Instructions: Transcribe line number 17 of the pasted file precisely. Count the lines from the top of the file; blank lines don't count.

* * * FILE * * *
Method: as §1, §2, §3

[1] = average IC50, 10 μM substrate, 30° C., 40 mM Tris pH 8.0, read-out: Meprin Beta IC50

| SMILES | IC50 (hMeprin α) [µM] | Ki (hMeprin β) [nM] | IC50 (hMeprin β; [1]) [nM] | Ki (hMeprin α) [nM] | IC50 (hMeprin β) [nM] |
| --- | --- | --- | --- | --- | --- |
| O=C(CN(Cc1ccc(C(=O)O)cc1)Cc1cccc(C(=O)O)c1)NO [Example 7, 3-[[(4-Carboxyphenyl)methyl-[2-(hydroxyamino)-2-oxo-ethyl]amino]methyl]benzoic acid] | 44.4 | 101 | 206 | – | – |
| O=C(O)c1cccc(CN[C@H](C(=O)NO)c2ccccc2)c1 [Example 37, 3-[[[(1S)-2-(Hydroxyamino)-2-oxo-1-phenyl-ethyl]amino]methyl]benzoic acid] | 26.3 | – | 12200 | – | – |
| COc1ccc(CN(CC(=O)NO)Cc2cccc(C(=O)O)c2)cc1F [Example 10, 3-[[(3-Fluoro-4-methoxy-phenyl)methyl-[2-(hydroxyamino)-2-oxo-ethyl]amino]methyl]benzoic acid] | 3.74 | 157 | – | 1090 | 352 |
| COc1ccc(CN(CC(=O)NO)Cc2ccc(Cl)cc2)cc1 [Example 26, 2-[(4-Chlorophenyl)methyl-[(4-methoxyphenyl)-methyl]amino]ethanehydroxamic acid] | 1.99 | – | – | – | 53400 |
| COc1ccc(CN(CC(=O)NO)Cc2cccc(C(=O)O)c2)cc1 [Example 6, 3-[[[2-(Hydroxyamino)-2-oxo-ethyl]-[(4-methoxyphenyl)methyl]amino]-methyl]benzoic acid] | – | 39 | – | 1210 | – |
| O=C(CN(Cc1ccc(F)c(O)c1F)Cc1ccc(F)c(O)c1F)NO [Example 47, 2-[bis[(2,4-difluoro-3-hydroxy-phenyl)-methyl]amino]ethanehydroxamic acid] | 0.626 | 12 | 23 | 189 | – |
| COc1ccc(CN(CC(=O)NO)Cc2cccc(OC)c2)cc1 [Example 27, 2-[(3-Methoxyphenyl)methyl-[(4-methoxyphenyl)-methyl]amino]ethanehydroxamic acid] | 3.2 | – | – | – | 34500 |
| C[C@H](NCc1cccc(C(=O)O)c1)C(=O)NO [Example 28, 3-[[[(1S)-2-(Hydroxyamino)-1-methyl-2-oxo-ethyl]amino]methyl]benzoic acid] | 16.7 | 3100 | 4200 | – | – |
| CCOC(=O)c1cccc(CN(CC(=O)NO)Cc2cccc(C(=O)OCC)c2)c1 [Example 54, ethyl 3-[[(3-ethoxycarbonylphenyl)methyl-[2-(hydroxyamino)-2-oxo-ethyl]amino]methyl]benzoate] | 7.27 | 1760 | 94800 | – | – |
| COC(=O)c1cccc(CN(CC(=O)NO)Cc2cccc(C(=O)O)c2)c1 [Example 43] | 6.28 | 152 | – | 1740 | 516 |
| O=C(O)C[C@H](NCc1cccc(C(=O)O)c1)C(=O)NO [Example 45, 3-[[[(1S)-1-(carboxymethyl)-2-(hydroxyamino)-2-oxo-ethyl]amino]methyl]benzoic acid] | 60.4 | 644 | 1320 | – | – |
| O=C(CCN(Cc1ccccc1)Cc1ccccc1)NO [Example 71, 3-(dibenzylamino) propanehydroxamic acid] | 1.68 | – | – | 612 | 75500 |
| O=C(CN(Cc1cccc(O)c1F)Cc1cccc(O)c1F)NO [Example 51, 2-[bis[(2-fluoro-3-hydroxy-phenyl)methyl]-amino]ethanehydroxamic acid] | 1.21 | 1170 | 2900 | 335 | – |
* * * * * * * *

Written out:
| O=C(CN(Cc1cccc(O)c1F)Cc1cccc(O)c1F)NO [Example 51, 2-[bis[(2-fluoro-3-hydroxy-phenyl)methyl]-amino]ethanehydroxamic acid] | 1.21 | 1170 | 2900 | 335 | – |